Bald Eagles are a common sight here in Red Wing. The city features “Eagle Spot” weekends in February and March when hundreds of visitors flock to Colvill Park to to watch vista of scores of the birds feed in the Mississippi near the nuclear power plant. Eagles are drawn to the Red Wing area by a lack of ice and abundant food supplies, most notably the gizzard shad. These large gatherings of bald eagles are an especially valuable opportunity for young birds who get a chance to improve their skills by watching experienced birds fish.
Bald Eagles typically prefer to live near lakes, seacoasts, rivers, and other large bodies of open water where they can fish. Studies They require stands of old-growth or mature trees to roost and nest in. Locally, over 2,800 acres of forest marshes, bottomland and floodplain along the Mississippi, Vermillion and Cannon rivers provide excellent habitat and populations are steadily increasing. The most recent information I could find said that there are currently 872 bald eagle nests in Minnesota, including two dozen nests along the Mississippi River from the Twin Cities to Lake Pepin.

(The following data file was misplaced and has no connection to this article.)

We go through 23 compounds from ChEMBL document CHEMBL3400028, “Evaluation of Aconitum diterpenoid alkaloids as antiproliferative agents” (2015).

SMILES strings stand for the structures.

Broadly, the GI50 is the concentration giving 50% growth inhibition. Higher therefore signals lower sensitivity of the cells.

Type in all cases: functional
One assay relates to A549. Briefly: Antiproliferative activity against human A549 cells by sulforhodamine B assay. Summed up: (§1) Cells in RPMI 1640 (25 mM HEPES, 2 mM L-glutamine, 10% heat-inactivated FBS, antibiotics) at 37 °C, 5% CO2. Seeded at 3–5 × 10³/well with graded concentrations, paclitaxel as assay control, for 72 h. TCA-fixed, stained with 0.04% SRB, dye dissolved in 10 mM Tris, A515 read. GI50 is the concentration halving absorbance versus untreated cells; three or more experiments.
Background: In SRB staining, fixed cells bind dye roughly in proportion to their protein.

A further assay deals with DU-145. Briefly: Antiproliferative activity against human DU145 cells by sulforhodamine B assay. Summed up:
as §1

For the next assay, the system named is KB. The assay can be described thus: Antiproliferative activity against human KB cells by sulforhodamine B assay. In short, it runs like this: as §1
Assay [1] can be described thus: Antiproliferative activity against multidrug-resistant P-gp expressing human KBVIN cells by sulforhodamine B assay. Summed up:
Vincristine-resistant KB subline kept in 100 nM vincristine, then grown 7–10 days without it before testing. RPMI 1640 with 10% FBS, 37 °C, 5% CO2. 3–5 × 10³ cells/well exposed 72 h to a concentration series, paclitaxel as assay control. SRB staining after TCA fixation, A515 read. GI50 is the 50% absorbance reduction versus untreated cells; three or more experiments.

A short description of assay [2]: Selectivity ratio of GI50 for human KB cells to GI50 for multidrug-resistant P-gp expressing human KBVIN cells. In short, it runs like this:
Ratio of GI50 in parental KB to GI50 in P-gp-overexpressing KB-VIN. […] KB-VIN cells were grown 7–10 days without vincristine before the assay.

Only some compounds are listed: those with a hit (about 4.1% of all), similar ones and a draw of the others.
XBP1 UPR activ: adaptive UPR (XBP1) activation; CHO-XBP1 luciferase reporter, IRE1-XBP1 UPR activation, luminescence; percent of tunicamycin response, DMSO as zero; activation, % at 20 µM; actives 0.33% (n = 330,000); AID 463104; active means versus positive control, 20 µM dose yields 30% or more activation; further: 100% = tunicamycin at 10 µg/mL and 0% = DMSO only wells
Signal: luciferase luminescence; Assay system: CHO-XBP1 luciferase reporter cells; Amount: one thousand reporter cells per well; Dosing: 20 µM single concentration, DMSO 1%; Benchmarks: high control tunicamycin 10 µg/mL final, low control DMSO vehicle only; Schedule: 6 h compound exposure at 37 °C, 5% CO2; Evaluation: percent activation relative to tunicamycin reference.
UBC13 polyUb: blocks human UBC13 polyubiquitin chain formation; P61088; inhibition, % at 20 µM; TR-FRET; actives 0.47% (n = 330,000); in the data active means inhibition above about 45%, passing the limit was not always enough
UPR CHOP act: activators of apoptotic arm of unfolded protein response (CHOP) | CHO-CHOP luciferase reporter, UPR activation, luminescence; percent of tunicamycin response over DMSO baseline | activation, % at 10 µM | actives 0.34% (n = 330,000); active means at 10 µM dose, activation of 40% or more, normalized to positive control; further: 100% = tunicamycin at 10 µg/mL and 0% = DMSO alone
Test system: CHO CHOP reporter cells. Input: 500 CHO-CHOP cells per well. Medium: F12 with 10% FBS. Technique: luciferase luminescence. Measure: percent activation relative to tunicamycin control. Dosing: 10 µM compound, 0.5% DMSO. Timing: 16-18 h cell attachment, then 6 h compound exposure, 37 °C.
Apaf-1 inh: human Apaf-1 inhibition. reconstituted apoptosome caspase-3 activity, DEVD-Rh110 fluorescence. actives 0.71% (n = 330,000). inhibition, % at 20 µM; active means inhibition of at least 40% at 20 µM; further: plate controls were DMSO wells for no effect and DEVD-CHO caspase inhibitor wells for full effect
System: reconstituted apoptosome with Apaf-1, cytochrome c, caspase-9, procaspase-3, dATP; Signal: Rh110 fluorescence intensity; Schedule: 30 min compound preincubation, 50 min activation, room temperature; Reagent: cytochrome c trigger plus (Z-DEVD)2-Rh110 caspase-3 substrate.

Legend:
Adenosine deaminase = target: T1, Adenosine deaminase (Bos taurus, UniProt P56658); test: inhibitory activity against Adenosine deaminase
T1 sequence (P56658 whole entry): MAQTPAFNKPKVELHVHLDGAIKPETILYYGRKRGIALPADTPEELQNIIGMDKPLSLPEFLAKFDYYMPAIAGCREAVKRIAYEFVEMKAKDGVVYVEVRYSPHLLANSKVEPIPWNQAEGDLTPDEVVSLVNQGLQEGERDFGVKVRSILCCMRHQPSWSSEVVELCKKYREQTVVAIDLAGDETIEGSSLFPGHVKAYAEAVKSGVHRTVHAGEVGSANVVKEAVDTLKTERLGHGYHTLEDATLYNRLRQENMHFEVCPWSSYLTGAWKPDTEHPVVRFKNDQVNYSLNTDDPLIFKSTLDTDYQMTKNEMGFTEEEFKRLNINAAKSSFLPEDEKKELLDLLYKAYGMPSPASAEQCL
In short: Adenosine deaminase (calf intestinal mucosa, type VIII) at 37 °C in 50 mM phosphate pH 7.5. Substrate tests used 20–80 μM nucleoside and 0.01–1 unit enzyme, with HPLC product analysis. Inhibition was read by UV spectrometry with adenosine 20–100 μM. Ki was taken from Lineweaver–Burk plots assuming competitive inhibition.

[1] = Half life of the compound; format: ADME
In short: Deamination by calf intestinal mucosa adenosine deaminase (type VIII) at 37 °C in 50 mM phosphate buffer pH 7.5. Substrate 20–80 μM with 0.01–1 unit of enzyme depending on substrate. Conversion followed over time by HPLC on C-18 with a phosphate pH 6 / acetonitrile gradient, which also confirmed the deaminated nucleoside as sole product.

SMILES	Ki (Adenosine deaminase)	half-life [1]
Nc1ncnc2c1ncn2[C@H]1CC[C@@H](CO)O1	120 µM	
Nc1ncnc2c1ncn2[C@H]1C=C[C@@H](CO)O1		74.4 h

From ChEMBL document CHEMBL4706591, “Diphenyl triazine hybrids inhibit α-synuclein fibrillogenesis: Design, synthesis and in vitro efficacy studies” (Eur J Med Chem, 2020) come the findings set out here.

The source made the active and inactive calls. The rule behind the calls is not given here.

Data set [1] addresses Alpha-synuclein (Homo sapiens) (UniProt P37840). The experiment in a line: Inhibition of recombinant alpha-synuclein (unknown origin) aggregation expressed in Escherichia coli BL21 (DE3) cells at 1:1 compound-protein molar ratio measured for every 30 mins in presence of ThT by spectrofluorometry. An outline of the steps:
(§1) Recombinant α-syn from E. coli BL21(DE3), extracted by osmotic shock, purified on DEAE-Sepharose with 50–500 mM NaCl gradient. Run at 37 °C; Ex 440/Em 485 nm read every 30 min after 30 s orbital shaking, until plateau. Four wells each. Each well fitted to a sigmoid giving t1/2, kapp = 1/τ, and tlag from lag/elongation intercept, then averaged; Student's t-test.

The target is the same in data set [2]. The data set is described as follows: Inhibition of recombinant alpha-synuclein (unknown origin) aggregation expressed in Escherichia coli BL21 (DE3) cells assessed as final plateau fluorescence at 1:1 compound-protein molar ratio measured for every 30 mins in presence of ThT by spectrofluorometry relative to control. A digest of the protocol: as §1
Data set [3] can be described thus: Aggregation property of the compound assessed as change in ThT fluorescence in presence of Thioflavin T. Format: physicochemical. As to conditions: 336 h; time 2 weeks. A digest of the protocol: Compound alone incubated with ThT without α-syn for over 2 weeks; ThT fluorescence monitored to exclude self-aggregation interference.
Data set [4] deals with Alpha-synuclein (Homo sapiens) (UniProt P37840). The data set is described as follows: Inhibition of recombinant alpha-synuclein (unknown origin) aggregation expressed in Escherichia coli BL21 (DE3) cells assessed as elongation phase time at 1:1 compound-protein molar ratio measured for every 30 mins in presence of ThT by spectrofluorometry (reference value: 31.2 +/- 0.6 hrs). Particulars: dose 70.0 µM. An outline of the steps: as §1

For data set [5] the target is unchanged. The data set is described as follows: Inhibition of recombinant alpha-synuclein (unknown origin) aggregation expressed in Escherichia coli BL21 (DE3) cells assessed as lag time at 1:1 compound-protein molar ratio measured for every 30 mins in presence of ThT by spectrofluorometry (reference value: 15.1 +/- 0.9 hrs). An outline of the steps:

Nesting eagle typically begin incubating their eggs in early March. So, nesting season has started and the birds are now migrating north or spreading out into their own territories. Except in winter, when supplies are scarce, Eagles are territorial, they don’t like to share.
We’ve seen Bald Eagles flying over our place on a regular basis for the last week. Several times a day I look up (if I’m outside) or out the window (if I’m inside) to see an unmistakable visitor.
According to information I found at ConservationMinnesota:
Cannon Valley trail manager Scott Roepke that eagles are back in the nest about 1 mile upstream of highway 61. During the last decade, nests, reported by an army of volunteer wildlife watchers, have appeared along the Mississippi to within a couple of miles of downtown St. Paul. Eagles have spread up the Minnesota River, where years ago they were never seen.
We’re about four miles away from this nest as the crow flies eagle soars. We’re also about four to five miles from the nearest marshes and small lakes along the Mississippi north of us – so I wonder if there’s a nest somewhere nearby.